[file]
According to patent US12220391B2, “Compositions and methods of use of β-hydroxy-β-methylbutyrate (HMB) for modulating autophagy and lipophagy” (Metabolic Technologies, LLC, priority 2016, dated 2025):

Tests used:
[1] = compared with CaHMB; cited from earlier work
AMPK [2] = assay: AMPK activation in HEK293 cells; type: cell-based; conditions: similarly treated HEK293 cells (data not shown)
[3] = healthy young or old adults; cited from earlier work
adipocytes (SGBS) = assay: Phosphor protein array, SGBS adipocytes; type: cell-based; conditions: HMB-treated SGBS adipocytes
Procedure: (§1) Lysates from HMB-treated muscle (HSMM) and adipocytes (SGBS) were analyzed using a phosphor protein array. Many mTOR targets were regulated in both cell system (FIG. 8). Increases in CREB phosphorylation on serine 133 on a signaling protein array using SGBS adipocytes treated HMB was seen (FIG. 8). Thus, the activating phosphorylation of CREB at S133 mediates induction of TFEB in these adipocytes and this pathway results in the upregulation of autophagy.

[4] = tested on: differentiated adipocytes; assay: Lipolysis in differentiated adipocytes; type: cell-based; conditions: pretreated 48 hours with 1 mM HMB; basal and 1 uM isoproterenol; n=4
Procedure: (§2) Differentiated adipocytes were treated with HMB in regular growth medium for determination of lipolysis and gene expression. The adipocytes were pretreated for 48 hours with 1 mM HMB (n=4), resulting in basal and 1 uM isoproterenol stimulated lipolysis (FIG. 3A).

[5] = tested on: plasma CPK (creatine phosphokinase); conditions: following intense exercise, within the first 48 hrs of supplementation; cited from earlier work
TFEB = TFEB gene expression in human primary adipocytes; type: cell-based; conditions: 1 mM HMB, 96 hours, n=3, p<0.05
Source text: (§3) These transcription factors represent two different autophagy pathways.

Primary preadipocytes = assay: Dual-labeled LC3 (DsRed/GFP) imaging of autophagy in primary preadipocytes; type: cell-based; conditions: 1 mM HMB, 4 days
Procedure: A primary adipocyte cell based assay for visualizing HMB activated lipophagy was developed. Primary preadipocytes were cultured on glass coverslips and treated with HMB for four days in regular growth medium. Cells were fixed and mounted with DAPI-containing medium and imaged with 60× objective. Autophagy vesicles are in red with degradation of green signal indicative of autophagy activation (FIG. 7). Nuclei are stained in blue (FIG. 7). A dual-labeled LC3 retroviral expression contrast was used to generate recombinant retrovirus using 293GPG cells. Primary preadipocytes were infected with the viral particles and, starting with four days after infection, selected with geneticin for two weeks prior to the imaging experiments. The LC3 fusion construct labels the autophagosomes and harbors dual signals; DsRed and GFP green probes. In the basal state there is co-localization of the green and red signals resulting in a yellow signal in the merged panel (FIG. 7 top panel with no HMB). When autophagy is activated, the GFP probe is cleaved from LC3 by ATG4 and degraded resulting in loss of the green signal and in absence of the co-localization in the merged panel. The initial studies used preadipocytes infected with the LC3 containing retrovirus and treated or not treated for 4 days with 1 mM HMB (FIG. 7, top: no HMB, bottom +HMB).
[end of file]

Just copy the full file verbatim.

According to patent US12220391B2, “Compositions and methods of use of β-hydroxy-β-methylbutyrate (HMB) for modulating autophagy and lipophagy” (Metabolic Technologies, LLC, priority 2016, dated 2025):

Tests used:
[1] = compared with CaHMB; cited from earlier work
AMPK [2] = assay: AMPK activation in HEK293 cells; type: cell-based; conditions: similarly treated HEK293 cells (data not shown)
[3] = healthy young or old adults; cited from earlier work
adipocytes (SGBS) = assay: Phosphor protein array, SGBS adipocytes; type: cell-based; conditions: HMB-treated SGBS adipocytes
Procedure: (§1) Lysates from HMB-treated muscle (HSMM) and adipocytes (SGBS) were analyzed using a phosphor protein array. Many mTOR targets were regulated in both cell system (FIG. 8). Increases in CREB phosphorylation on serine 133 on a signaling protein array using SGBS adipocytes treated HMB was seen (FIG. 8). Thus, the activating phosphorylation of CREB at S133 mediates induction of TFEB in these adipocytes and this pathway results in the upregulation of autophagy.

[4] = tested on: differentiated adipocytes; assay: Lipolysis in differentiated adipocytes; type: cell-based; conditions: pretreated 48 hours with 1 mM HMB; basal and 1 uM isoproterenol; n=4
Procedure: (§2) Differentiated adipocytes were treated with HMB in regular growth medium for determination of lipolysis and gene expression. The adipocytes were pretreated for 48 hours with 1 mM HMB (n=4), resulting in basal and 1 uM isoproterenol stimulated lipolysis (FIG. 3A).

[5] = tested on: plasma CPK (creatine phosphokinase); conditions: following intense exercise, within the first 48 hrs of supplementation; cited from earlier work
TFEB = TFEB gene expression in human primary adipocytes; type: cell-based; conditions: 1 mM HMB, 96 hours, n=3, p<0.05
Source text: (§3) These transcription factors represent two different autophagy pathways.

Primary preadipocytes = assay: Dual-labeled LC3 (DsRed/GFP) imaging of autophagy in primary preadipocytes; type: cell-based; conditions: 1 mM HMB, 4 days
Procedure: A primary adipocyte cell based assay for visualizing HMB activated lipophagy was developed. Primary preadipocytes were cultured on glass coverslips and treated with HMB for four days in regular growth medium. Cells were fixed and mounted with DAPI-containing medium and imaged with 60× objective. Autophagy vesicles are in red with degradation of green signal indicative of autophagy activation (FIG. 7). Nuclei are stained in blue (FIG. 7). A dual-labeled LC3 retroviral expression contrast was used to generate recombinant retrovirus using 293GPG cells. Primary preadipocytes were infected with the viral particles and, starting with four days after infection, selected with geneticin for two weeks prior to the imaging experiments. The LC3 fusion construct labels the autophagosomes and harbors dual signals; DsRed and GFP green probes. In the basal state there is co-localization of the green and red signals resulting in a yellow signal in the merged panel (FIG. 7 top panel with no HMB). When autophagy is activated, the GFP probe is cleaved from LC3 by ATG4 and degraded resulting in loss of the green signal and in absence of the co-localization in the merged panel. The initial studies used preadipocytes infected with the LC3 containing retrovirus and treated or not treated for 4 days with 1 mM HMB (FIG. 7, top: no HMB, bottom +HMB).